After months of publicly jabbing the General Assembly for its hidebound ways, Governor Rod Blagojevich is now aiming his sharp political elbows at his fellow constitutional officers, including his most likely re-election rival.
"We are trying to change the tones in the state capitals - and turn them toward bitter nastiness and partisanship," Grover Norquist recently told the Denver Post.
Norquist runs a group called Americans for Tax Reform, and his organization was scheduled to participate in a Chicago press conference last week that was called to attack Illinois Governor Rod Blagojevich for his anti-business proposals.
House Republican leader Tom Cross and Senate Republican leader Frank Watson weren't exactly on the same page during the spring legislative session. As a result, there is serious tension between the two Republican caucuses.
I'm not a superstitious person, but I'm starting to believe that Illinois Governor Rod Blagojevich's life has been blessed by a kindly leprechaun, a lucky star, or an influential guardian angel. Take your pick.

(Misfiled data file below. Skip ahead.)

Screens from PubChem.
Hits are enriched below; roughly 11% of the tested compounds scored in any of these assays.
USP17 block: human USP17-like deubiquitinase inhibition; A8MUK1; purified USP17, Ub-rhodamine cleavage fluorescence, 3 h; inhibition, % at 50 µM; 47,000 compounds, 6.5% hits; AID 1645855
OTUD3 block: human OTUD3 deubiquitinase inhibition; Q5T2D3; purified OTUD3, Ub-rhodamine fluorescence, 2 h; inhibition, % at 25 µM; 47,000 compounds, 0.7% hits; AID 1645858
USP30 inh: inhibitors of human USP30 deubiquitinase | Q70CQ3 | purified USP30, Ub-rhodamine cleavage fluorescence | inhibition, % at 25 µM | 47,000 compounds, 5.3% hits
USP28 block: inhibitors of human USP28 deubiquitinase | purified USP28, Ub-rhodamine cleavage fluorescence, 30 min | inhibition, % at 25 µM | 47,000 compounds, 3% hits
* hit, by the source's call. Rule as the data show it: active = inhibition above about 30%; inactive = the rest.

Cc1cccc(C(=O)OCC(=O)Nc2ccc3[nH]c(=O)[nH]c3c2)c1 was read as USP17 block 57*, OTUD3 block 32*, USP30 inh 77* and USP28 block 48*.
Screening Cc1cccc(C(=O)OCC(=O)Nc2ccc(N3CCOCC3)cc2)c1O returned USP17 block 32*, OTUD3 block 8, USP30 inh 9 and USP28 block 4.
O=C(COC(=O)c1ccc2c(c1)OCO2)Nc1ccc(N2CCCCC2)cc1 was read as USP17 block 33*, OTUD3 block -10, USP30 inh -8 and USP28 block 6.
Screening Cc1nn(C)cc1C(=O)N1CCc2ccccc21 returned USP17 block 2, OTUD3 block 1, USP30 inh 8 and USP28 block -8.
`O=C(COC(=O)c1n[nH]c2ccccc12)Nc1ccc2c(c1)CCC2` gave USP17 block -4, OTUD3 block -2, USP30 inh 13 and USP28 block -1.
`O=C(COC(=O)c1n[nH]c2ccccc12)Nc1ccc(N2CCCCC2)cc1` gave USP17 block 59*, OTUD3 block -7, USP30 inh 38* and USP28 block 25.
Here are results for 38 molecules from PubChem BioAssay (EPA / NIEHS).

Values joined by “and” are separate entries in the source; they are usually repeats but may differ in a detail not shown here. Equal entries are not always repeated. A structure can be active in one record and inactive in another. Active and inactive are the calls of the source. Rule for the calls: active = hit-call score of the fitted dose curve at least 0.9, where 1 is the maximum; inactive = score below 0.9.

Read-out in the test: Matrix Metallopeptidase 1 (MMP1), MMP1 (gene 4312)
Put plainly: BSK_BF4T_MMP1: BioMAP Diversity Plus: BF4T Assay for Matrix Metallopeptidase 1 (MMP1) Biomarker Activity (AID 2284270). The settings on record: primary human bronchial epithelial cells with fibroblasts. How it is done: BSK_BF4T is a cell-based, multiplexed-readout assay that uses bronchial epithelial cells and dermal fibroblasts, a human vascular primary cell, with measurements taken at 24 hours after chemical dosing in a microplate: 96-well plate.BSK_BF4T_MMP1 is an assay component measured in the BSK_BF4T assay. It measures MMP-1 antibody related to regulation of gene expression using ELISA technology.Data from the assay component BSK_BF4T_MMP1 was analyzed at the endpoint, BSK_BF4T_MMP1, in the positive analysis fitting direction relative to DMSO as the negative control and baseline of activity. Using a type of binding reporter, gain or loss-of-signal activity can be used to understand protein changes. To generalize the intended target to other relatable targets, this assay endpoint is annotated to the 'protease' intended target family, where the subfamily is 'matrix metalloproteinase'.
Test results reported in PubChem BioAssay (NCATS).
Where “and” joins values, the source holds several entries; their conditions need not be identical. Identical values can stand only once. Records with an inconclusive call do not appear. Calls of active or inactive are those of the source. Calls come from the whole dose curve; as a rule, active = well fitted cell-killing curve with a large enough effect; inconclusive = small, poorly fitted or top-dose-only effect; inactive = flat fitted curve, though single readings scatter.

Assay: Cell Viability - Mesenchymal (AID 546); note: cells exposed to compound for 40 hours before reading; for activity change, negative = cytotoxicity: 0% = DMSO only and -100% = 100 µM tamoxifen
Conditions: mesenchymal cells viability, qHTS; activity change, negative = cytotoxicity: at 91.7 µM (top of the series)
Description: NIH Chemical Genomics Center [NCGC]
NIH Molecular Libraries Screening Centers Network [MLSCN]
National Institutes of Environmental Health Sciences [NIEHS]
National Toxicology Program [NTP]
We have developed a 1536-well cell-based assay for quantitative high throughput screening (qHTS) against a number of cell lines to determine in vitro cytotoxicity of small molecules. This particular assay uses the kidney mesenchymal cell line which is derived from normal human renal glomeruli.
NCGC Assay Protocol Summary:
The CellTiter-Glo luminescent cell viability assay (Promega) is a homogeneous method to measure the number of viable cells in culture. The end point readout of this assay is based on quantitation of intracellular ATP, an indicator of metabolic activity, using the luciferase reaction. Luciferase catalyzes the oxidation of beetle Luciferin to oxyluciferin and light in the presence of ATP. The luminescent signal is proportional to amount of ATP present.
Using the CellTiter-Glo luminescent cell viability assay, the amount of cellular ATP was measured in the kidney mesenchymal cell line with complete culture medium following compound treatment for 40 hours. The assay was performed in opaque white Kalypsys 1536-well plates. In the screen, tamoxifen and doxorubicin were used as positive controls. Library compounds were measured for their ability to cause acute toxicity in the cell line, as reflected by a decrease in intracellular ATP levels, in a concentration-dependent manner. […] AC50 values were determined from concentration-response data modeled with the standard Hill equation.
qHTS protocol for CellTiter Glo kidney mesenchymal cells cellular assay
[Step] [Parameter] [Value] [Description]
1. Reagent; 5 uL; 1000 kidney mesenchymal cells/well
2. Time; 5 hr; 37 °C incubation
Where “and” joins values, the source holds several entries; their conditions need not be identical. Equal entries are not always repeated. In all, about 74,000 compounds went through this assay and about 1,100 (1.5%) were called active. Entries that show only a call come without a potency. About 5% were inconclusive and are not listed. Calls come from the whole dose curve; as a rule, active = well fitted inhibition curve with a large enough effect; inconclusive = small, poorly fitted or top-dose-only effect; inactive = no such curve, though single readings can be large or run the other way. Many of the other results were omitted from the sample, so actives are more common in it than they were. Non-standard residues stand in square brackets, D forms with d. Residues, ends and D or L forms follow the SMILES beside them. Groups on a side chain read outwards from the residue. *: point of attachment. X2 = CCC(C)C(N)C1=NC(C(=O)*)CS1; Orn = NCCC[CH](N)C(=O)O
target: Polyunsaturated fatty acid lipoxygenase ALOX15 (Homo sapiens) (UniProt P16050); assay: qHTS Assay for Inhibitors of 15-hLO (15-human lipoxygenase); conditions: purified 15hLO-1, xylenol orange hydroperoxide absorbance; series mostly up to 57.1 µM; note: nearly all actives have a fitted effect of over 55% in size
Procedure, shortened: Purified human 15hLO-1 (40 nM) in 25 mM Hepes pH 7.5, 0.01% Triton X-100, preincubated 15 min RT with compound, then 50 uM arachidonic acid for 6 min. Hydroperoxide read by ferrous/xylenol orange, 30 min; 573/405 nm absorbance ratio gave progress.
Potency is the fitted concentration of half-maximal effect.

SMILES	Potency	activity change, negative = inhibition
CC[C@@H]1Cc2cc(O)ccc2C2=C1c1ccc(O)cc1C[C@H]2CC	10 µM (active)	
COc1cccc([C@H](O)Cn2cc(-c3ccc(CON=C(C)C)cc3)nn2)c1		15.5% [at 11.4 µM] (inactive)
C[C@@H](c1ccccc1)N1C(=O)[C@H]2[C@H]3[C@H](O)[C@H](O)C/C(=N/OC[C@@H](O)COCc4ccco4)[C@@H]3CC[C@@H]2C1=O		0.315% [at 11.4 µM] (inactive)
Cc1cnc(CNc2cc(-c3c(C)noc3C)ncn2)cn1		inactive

He was elected to the Illinois House after a new legislative map gave state Representative Bruce Farley (D-Chicago) the opportunity to be kicked upstairs to the Senate by Blago's politically powerful father-in-law.
Governor Rod Blagojevich has spent less time in Springfield than any governor in memory.
Instead, he's either stayed close to his Chicago home or gallivanted around the rest of the state holding press conferences touting his programs and blaming his problems on a General Assembly that has, in reality, mostly tried (in vain) to work with him.